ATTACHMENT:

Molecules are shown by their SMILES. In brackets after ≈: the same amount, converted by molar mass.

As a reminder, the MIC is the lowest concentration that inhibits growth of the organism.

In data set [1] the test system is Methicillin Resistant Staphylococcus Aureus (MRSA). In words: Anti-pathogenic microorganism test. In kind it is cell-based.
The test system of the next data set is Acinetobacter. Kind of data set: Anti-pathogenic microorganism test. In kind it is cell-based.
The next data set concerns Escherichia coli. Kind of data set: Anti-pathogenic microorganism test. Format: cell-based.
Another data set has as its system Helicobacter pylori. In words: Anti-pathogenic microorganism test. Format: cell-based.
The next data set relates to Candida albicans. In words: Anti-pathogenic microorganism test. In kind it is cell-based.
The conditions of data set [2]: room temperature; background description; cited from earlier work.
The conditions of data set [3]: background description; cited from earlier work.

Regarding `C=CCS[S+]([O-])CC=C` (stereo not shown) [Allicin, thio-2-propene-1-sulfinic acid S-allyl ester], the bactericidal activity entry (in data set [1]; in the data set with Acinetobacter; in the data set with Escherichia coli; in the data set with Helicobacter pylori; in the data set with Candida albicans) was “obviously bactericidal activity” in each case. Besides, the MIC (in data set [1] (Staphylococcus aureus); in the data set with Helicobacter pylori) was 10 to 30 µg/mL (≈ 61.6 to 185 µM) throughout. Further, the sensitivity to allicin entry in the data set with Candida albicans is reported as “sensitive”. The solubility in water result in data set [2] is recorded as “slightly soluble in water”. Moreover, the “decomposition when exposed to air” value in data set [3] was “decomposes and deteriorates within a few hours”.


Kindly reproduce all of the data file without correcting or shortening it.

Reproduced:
Molecules are shown by their SMILES. In brackets after ≈: the same amount, converted by molar mass.

As a reminder, the MIC is the lowest concentration that inhibits growth of the organism.

In data set [1] the test system is Methicillin Resistant Staphylococcus Aureus (MRSA). In words: Anti-pathogenic microorganism test. In kind it is cell-based.
The test system of the next data set is Acinetobacter. Kind of data set: Anti-pathogenic microorganism test. In kind it is cell-based.
The next data set concerns Escherichia coli. Kind of data set: Anti-pathogenic microorganism test. Format: cell-based.
Another data set has as its system Helicobacter pylori. In words: Anti-pathogenic microorganism test. Format: cell-based.
The next data set relates to Candida albicans. In words: Anti-pathogenic microorganism test. In kind it is cell-based.
The conditions of data set [2]: room temperature; background description; cited from earlier work.
The conditions of data set [3]: background description; cited from earlier work.

Regarding `C=CCS[S+]([O-])CC=C` (stereo not shown) [Allicin, thio-2-propene-1-sulfinic acid S-allyl ester], the bactericidal activity entry (in data set [1]; in the data set with Acinetobacter; in the data set with Escherichia coli; in the data set with Helicobacter pylori; in the data set with Candida albicans) was “obviously bactericidal activity” in each case. Besides, the MIC (in data set [1] (Staphylococcus aureus); in the data set with Helicobacter pylori) was 10 to 30 µg/mL (≈ 61.6 to 185 µM) throughout. Further, the sensitivity to allicin entry in the data set with Candida albicans is reported as “sensitive”. The solubility in water result in data set [2] is recorded as “slightly soluble in water”. Moreover, the “decomposition when exposed to air” value in data set [3] was “decomposes and deteriorates within a few hours”.